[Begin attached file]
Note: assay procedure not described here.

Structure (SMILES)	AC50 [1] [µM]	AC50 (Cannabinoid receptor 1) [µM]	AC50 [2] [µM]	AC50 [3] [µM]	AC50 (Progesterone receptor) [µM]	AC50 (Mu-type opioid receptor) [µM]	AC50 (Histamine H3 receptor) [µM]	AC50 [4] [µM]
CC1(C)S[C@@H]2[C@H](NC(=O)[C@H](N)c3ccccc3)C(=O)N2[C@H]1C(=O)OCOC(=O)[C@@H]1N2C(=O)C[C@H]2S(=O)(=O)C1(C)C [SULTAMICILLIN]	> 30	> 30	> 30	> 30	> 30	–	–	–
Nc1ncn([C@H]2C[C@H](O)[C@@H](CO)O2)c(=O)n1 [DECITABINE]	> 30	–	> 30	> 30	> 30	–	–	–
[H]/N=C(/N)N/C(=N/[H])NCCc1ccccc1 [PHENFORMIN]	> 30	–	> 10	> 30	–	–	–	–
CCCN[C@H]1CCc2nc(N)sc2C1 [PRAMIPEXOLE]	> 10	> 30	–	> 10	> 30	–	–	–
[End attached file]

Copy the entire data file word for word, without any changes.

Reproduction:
Note: assay procedure not described here.

Structure (SMILES)	AC50 [1] [µM]	AC50 (Cannabinoid receptor 1) [µM]	AC50 [2] [µM]	AC50 [3] [µM]	AC50 (Progesterone receptor) [µM]	AC50 (Mu-type opioid receptor) [µM]	AC50 (Histamine H3 receptor) [µM]	AC50 [4] [µM]
CC1(C)S[C@@H]2[C@H](NC(=O)[C@H](N)c3ccccc3)C(=O)N2[C@H]1C(=O)OCOC(=O)[C@@H]1N2C(=O)C[C@H]2S(=O)(=O)C1(C)C [SULTAMICILLIN]	> 30	> 30	> 30	> 30	> 30	–	–	–
Nc1ncn([C@H]2C[C@H](O)[C@@H](CO)O2)c(=O)n1 [DECITABINE]	> 30	–	> 30	> 30	> 30	–	–	–
[H]/N=C(/N)N/C(=N/[H])NCCc1ccccc1 [PHENFORMIN]	> 30	–	> 10	> 30	–	–	–	–
CCCN[C@H]1CCc2nc(N)sc2C1 [PRAMIPEXOLE]	> 10	> 30	–	> 10	> 30	–	–	–